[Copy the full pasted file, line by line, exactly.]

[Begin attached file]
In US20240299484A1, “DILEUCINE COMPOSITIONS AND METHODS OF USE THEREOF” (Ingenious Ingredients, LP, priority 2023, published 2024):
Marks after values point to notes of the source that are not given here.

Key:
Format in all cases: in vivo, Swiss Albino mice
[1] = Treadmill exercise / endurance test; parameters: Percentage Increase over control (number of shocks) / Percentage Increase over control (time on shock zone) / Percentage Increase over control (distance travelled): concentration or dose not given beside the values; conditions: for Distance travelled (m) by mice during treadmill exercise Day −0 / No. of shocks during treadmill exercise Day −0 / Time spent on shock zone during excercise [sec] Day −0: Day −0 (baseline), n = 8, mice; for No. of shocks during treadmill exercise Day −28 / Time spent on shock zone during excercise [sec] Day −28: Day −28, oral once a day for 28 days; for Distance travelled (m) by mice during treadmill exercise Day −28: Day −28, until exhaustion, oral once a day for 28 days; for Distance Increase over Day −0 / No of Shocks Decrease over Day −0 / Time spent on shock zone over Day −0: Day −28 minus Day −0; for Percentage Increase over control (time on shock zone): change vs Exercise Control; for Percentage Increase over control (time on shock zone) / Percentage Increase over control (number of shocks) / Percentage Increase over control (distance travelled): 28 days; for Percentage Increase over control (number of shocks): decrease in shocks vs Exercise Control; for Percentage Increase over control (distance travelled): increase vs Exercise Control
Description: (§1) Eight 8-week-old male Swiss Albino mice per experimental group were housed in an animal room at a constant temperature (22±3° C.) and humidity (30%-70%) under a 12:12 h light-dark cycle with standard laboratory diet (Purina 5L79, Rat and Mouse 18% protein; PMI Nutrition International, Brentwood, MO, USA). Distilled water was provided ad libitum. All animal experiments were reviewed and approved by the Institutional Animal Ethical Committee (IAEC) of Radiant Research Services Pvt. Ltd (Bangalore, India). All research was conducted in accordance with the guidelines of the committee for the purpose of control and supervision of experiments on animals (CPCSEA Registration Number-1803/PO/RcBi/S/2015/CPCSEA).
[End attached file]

In US20240299484A1, “DILEUCINE COMPOSITIONS AND METHODS OF USE THEREOF” (Ingenious Ingredients, LP, priority 2023, published 2024):
Marks after values point to notes of the source that are not given here.

Key:
Format in all cases: in vivo, Swiss Albino mice
[1] = Treadmill exercise / endurance test; parameters: Percentage Increase over control (number of shocks) / Percentage Increase over control (time on shock zone) / Percentage Increase over control (distance travelled): concentration or dose not given beside the values; conditions: for Distance travelled (m) by mice during treadmill exercise Day −0 / No. of shocks during treadmill exercise Day −0 / Time spent on shock zone during excercise [sec] Day −0: Day −0 (baseline), n = 8, mice; for No. of shocks during treadmill exercise Day −28 / Time spent on shock zone during excercise [sec] Day −28: Day −28, oral once a day for 28 days; for Distance travelled (m) by mice during treadmill exercise Day −28: Day −28, until exhaustion, oral once a day for 28 days; for Distance Increase over Day −0 / No of Shocks Decrease over Day −0 / Time spent on shock zone over Day −0: Day −28 minus Day −0; for Percentage Increase over control (time on shock zone): change vs Exercise Control; for Percentage Increase over control (time on shock zone) / Percentage Increase over control (number of shocks) / Percentage Increase over control (distance travelled): 28 days; for Percentage Increase over control (number of shocks): decrease in shocks vs Exercise Control; for Percentage Increase over control (distance travelled): increase vs Exercise Control
Description: (§1) Eight 8-week-old male Swiss Albino mice per experimental group were housed in an animal room at a constant temperature (22±3° C.) and humidity (30%-70%) under a 12:12 h light-dark cycle with standard laboratory diet (Purina 5L79, Rat and Mouse 18% protein; PMI Nutrition International, Brentwood, MO, USA). Distilled water was provided ad libitum. All animal experiments were reviewed and approved by the Institutional Animal Ethical Committee (IAEC) of Radiant Research Services Pvt. Ltd (Bangalore, India). All research was conducted in accordance with the guidelines of the committee for the purpose of control and supervision of experiments on animals (CPCSEA Registration Number-1803/PO/RcBi/S/2015/CPCSEA).